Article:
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Most of us have been to a guitar show or two; look through the local papers, and odds are you’ll be able to find a swap show down at the local Marriott. You’ll find guitar shows all across the country – all across the world, to be more accurate, with more than 2,000 guitar shows and festivals staged each year. Some are one-day events, designed to help dealers trade their valuable guitars, while some are multi-day festivals, celebrating all aspects of the instrument.
And while these guitar shows are fun, educational and great way to spend a Saturday afternoon looking at vintage Les Paul Bursts, there are a few shows which remain in a league of their own. The Dallas International Guitar Festival, scheduled this year for the weekend of April 20th, is arguably the biggest players in the industry, and has been breaking its own records for years. With the approach of this year’s show, it’s clear that 2007 will certainly be no different.
In true Texas fashion, this show’s roots are much more humble. Charley Wirz, a Dallas guitar shop owner, had the bright idea of organizing a vintage guitar show, in the same vein as the collectible and trade shows that visited the area regularly. With the help of partners John Brinkmann and Danny Thorpe, he would promote the shows, sign up dealers and collectors and lease display space. He would encourage like-minded guitar nuts to attend, and the result was the Greater Southwest Vintage Guitar Show.
The first year of its existence, 1978, found the Bee Gees and Paul McCartney atop the charts, while a small group of diehard guitar fanatics gathered in a small hotel meeting room in Dallas. Trading guitars and stories, there wasn’t the glitz and glam of modern shows – just nice instruments and a few willing buyers.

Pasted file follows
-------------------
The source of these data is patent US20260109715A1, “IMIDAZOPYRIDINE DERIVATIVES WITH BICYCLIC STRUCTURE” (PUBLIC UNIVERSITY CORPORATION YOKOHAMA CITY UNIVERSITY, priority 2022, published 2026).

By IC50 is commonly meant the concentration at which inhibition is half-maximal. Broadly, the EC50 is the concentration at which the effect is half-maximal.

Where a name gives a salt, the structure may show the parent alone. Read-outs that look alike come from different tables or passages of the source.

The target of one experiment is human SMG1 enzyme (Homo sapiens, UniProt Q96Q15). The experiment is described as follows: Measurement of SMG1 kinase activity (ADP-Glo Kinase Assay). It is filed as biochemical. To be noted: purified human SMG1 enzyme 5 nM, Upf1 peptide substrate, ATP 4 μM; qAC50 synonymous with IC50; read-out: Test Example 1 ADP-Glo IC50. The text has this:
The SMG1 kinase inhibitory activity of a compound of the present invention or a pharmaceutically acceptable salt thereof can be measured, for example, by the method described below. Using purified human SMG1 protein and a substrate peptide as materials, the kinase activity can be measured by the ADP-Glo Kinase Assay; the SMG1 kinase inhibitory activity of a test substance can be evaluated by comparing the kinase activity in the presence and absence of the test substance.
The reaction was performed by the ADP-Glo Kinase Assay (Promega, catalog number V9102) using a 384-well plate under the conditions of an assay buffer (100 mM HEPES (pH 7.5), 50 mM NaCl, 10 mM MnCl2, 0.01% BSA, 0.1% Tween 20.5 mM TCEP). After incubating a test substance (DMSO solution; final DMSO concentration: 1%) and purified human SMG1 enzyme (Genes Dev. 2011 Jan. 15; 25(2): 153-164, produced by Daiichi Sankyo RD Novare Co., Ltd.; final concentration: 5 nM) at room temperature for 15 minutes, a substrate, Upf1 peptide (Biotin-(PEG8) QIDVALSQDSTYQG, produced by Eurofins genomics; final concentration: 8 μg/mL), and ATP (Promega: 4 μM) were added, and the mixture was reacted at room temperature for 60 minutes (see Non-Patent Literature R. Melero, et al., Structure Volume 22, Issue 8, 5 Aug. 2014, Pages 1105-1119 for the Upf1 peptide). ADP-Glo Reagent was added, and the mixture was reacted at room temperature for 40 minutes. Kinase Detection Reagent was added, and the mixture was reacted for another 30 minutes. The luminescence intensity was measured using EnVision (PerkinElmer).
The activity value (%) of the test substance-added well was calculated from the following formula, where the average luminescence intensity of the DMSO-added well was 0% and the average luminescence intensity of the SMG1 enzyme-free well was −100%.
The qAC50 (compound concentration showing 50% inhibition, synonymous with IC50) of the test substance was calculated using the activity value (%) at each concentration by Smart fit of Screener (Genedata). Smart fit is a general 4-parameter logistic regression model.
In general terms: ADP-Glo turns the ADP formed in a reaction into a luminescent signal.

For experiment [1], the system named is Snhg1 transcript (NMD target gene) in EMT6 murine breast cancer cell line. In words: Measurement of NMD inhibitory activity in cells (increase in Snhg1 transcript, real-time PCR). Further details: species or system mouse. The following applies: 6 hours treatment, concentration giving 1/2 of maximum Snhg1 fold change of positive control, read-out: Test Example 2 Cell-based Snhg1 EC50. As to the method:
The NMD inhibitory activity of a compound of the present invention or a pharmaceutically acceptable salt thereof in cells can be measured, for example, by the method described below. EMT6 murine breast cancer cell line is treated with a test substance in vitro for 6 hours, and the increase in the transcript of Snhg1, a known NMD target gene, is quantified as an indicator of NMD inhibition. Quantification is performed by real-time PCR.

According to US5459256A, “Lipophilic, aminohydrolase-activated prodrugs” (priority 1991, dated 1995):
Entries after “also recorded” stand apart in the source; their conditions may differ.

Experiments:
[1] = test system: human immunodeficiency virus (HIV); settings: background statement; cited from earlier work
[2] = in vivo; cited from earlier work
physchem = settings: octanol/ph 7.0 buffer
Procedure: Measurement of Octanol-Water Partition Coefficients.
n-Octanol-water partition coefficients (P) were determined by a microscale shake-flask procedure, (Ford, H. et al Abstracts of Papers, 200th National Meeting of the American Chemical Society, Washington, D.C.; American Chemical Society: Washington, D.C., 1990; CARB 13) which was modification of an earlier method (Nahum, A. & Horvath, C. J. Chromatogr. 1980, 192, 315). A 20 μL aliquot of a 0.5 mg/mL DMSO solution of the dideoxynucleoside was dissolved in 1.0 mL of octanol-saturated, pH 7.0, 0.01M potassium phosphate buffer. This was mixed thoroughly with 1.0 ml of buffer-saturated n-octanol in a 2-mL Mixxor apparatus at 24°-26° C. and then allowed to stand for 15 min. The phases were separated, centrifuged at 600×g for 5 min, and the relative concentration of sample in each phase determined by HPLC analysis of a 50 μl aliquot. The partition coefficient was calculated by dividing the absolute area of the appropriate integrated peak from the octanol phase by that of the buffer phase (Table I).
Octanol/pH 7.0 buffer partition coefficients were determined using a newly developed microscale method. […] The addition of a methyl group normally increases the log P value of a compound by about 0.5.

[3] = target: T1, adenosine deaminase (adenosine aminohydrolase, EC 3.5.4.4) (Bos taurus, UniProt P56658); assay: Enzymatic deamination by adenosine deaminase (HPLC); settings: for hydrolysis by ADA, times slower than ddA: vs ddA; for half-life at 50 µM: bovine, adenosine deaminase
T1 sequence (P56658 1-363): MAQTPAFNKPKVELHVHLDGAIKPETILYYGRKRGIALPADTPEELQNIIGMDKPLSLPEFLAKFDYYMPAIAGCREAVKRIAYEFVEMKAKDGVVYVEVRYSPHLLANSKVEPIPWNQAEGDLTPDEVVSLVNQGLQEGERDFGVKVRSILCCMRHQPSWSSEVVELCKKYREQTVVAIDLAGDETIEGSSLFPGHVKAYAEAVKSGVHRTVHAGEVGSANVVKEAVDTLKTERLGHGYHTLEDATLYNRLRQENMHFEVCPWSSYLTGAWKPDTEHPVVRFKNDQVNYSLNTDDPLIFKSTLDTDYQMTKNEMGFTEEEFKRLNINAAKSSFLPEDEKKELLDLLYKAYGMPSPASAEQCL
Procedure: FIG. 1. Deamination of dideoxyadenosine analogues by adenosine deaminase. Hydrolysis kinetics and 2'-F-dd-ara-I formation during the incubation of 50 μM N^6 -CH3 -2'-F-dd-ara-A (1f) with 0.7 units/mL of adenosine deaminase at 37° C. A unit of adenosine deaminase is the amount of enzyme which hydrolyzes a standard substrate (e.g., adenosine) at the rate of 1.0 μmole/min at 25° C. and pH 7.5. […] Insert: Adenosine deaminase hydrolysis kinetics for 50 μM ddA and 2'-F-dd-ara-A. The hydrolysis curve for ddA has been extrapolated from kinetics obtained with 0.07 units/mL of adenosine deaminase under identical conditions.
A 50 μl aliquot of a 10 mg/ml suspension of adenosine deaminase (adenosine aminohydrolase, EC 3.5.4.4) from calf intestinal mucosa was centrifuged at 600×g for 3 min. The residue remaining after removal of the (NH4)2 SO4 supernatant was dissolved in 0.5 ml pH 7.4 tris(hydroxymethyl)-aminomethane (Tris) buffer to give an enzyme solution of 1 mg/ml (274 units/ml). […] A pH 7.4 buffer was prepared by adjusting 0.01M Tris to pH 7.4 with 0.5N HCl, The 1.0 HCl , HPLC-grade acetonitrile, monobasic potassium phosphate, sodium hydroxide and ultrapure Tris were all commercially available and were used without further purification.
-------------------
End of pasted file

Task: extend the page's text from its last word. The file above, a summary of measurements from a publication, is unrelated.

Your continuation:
The first shows were admittedly undistinguished – with only a few exhibitors leasing space to sell their axes. However, Charley’s idea to take the guitar culture from a small, inclusive club to a public stage was arguably ahead of its time. The vintage show would attract more dealers and collectors each year, and would open the door for the rapid rise of interest – from both players and collectors – in vintage guitars.
In 1985, Charley passed away suddenly, and the show ended up in the hands of his close friend and lifelong guitarist, Mark Pollock. Under Mark’s ownership, the show continued to grow and he instituted some key changes that would dramatically increase the show’s visibility. In 1989, Mark would bring Jimmy Wallace – one of the original exhibitors from the 1978 show – on board to assist in the planning and vision of the festival.